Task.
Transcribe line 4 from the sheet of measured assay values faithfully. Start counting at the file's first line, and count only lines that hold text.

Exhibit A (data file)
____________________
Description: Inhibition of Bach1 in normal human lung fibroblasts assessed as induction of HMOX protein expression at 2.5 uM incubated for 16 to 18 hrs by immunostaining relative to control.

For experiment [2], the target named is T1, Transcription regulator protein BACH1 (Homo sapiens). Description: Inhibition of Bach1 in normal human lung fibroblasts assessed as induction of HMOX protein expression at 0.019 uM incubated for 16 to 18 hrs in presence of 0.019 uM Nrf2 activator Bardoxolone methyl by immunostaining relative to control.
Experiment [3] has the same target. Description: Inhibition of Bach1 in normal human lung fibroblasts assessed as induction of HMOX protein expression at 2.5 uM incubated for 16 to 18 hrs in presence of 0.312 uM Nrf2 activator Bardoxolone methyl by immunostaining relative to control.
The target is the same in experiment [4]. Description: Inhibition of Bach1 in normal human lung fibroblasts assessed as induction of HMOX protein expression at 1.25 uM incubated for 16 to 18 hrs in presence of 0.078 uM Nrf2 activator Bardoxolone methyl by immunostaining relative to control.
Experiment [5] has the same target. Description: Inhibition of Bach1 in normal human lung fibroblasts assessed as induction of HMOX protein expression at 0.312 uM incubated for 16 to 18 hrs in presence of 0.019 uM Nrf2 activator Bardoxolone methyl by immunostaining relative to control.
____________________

The target is the same in experiment [4]. Description: Inhibition of Bach1 in normal human lung fibroblasts assessed as induction of HMOX protein expression at 1.25 uM incubated for 16 to 18 hrs in presence of 0.078 uM Nrf2 activator Bardoxolone methyl by immunostaining relative to control.